September is National Cholesterol Education Awareness Month

Sep 01, 2014Health Focus

Seventy-one million American adults have high cholesterol, according to the Centers for Disease Control and Prevention, but only one-third of them have the condition under control. Because high cholesterol doesn’t show symptoms until it’s too late, many people do not know that their cholesterol is too high, unless they take a simple blood test.

It’s recommended that adults aged 20 years or older have their cholesterol checked every five years. Since this month is National Cholesterol Education Month, now would be a good time to resolve to get your cholesterol screened.

Cholesterol can be considered the Dr. Jekyll and Mr. Hyde of our bodies. It’s essential for some normal bodily functions, such as helping the body to produce vitamin D and certain hormones. But when you have too much cholesterol—a waxy and fat-like substance—in your blood, it can build up on the walls of your arteries and form blockages. This can lead to heart disease, heart attack, and stroke.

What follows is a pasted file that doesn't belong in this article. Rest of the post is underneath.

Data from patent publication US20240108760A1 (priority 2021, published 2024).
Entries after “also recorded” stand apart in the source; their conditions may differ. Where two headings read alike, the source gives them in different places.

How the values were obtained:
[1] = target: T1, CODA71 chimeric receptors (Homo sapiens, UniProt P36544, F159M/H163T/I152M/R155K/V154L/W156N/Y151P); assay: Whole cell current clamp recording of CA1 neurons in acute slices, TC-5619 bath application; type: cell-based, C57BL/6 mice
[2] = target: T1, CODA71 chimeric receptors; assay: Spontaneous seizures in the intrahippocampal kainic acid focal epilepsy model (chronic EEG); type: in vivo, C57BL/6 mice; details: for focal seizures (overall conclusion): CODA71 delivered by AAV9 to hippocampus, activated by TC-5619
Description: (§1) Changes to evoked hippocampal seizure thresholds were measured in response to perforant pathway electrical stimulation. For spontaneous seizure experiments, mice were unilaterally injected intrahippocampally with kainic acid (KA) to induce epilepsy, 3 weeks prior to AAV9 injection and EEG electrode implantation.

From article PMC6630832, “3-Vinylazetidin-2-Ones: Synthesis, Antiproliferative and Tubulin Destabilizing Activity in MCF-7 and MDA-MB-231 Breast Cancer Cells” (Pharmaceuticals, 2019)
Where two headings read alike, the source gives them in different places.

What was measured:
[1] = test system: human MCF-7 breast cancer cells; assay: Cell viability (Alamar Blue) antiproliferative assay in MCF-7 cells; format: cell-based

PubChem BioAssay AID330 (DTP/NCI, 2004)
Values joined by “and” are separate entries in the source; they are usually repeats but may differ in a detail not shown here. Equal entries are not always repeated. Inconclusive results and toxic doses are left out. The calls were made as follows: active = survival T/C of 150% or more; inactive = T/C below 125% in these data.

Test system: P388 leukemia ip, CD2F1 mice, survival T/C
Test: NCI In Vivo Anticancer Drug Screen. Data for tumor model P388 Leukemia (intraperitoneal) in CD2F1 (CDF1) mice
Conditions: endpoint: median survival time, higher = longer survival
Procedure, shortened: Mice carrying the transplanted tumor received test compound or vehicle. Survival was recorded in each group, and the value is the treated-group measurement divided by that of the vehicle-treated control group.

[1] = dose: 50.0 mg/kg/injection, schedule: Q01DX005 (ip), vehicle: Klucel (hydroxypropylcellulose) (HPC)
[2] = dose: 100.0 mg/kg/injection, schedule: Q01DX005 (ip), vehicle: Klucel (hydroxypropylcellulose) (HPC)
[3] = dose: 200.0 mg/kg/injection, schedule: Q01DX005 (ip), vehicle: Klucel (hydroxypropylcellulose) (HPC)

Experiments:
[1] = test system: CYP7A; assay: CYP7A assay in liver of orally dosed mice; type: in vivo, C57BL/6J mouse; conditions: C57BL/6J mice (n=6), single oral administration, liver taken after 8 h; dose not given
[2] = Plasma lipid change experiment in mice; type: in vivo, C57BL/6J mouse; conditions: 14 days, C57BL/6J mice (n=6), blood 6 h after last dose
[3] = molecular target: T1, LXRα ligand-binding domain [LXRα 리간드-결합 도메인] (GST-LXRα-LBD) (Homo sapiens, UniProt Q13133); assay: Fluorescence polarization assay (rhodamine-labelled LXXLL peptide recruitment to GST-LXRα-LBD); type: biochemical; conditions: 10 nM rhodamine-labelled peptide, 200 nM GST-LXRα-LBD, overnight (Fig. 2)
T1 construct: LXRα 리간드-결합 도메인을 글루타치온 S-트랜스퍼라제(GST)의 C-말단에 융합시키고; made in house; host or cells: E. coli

In general, three factors contribute to a total cholesterol count: high-density lipoprotein (HDL), low-density lipoprotein (LDL) and triglycerides. The HDL are considered “good” because they act like little trucks that carry cholesterol to your liver, where your body gets rid of it. An HDL reading of 60 or higher is desirable. LDL is called “bad or high” cholesterol because these particles carry cholesterol to the cells. Too many of these delivery trucks means extra cholesterol can build up in the inner lining of blood vessels. An LDL level under 100 is the goal for the general population.

Everyone’s cholesterol numbers can mean different things, which is why it’s important to talk to your doctor. If you would like to have a cholesterol screening, please schedule an appointment with Lance Wehrle, DO, who specializes in internal medicine and serves as a primary care physician for adult patients. Please call Dr. Wehrle’s office in Blackfoot at 785-3838.

As a rule of thumb, the following are some steps you can take on a daily basis to prevent or treat high cholesterol. Eat a healthy diet, exercise regularly, maintain a healthy weight, and quit smoking.